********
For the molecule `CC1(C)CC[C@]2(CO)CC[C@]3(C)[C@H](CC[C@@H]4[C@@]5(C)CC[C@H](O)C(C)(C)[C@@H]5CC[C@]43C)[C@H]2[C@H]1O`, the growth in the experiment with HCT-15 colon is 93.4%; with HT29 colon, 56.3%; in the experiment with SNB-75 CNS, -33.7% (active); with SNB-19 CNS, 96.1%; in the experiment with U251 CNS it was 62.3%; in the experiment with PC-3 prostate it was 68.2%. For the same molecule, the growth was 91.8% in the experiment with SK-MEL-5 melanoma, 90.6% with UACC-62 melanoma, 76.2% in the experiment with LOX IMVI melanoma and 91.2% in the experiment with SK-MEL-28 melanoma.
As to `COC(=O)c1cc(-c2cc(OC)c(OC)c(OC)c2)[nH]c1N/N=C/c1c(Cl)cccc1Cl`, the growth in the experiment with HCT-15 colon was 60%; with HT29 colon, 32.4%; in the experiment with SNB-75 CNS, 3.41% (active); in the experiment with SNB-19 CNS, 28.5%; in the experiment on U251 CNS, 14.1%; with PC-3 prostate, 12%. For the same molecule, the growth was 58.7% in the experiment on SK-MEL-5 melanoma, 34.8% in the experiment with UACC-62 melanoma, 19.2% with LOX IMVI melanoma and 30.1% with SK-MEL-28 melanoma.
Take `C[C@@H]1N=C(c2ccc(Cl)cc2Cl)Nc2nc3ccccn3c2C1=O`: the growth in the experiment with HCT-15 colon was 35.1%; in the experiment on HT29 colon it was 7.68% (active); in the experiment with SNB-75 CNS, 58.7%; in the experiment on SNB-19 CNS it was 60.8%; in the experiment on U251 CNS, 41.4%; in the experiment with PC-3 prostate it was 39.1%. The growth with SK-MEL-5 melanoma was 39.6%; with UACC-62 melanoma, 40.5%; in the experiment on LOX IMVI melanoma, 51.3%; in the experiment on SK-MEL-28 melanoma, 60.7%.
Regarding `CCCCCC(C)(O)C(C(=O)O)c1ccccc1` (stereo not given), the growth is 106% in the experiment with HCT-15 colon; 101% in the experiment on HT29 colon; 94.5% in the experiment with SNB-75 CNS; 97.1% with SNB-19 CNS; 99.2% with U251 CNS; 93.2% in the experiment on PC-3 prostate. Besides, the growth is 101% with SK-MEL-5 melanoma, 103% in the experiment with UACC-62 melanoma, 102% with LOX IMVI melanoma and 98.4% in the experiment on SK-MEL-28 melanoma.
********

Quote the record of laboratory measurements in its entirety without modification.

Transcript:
For the molecule `CC1(C)CC[C@]2(CO)CC[C@]3(C)[C@H](CC[C@@H]4[C@@]5(C)CC[C@H](O)C(C)(C)[C@@H]5CC[C@]43C)[C@H]2[C@H]1O`, the growth in the experiment with HCT-15 colon is 93.4%; with HT29 colon, 56.3%; in the experiment with SNB-75 CNS, -33.7% (active); with SNB-19 CNS, 96.1%; in the experiment with U251 CNS it was 62.3%; in the experiment with PC-3 prostate it was 68.2%. For the same molecule, the growth was 91.8% in the experiment with SK-MEL-5 melanoma, 90.6% with UACC-62 melanoma, 76.2% in the experiment with LOX IMVI melanoma and 91.2% in the experiment with SK-MEL-28 melanoma.
As to `COC(=O)c1cc(-c2cc(OC)c(OC)c(OC)c2)[nH]c1N/N=C/c1c(Cl)cccc1Cl`, the growth in the experiment with HCT-15 colon was 60%; with HT29 colon, 32.4%; in the experiment with SNB-75 CNS, 3.41% (active); in the experiment with SNB-19 CNS, 28.5%; in the experiment on U251 CNS, 14.1%; with PC-3 prostate, 12%. For the same molecule, the growth was 58.7% in the experiment on SK-MEL-5 melanoma, 34.8% in the experiment with UACC-62 melanoma, 19.2% with LOX IMVI melanoma and 30.1% with SK-MEL-28 melanoma.
Take `C[C@@H]1N=C(c2ccc(Cl)cc2Cl)Nc2nc3ccccn3c2C1=O`: the growth in the experiment with HCT-15 colon was 35.1%; in the experiment on HT29 colon it was 7.68% (active); in the experiment with SNB-75 CNS, 58.7%; in the experiment on SNB-19 CNS it was 60.8%; in the experiment on U251 CNS, 41.4%; in the experiment with PC-3 prostate it was 39.1%. The growth with SK-MEL-5 melanoma was 39.6%; with UACC-62 melanoma, 40.5%; in the experiment on LOX IMVI melanoma, 51.3%; in the experiment on SK-MEL-28 melanoma, 60.7%.
Regarding `CCCCCC(C)(O)C(C(=O)O)c1ccccc1` (stereo not given), the growth is 106% in the experiment with HCT-15 colon; 101% in the experiment on HT29 colon; 94.5% in the experiment with SNB-75 CNS; 97.1% with SNB-19 CNS; 99.2% with U251 CNS; 93.2% in the experiment on PC-3 prostate. Besides, the growth is 101% with SK-MEL-5 melanoma, 103% in the experiment with UACC-62 melanoma, 102% with LOX IMVI melanoma and 98.4% in the experiment on SK-MEL-28 melanoma.